The company is conducting tests to investigate the problem in what is seen as a major setback for the motorcycle maker, according to the Wall Street Journal.
The company has not said when production will resume.
Harley was looking to the electric bike to help rejuvenate sales.
The company asked customers and dealers to only use a professional type of charger available at its dealerships rather than electrical outlets at their homes.
The bikes retail for $30,000, are still safe to ride.
LiveWire owners had been able to charge their bikes using their standard wall outlets, although a charge can take 10 hours.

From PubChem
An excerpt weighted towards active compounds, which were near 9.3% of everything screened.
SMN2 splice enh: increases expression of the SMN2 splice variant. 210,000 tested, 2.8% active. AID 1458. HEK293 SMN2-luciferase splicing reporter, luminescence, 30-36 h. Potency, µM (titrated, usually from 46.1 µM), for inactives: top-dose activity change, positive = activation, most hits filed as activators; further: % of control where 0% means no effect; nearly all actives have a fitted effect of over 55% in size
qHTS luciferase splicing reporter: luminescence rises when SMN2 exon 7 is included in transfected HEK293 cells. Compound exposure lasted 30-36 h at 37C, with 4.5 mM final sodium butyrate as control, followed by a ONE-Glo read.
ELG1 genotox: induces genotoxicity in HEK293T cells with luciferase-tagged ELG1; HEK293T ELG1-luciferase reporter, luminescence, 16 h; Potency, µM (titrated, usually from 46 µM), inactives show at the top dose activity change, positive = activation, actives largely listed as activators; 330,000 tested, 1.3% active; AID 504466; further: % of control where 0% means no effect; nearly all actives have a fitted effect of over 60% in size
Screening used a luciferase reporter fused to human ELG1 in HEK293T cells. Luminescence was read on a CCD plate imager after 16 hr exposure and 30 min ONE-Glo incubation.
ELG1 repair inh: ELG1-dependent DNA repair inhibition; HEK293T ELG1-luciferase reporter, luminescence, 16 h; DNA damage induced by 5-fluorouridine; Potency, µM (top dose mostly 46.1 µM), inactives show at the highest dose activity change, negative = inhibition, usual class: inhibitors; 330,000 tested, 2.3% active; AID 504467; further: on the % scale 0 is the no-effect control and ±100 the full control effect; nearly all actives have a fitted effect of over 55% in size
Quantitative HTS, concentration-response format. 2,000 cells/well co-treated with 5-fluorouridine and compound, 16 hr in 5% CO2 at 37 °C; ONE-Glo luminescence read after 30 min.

Direct-current charging stations at Harley dealerships can reload the bike’s battery in about an hour, according to the Journal.
Harley is facing an aging problem among its core group of riders, so the company is introducing new models of bikes and looking abroad.
In 2018, 42 percent of Harley bikes went to dealers outside of the U.S.
In July 2018, President Trump scolded Harley-Davidson over the company's overseas production shift in response to U.S. trade policies.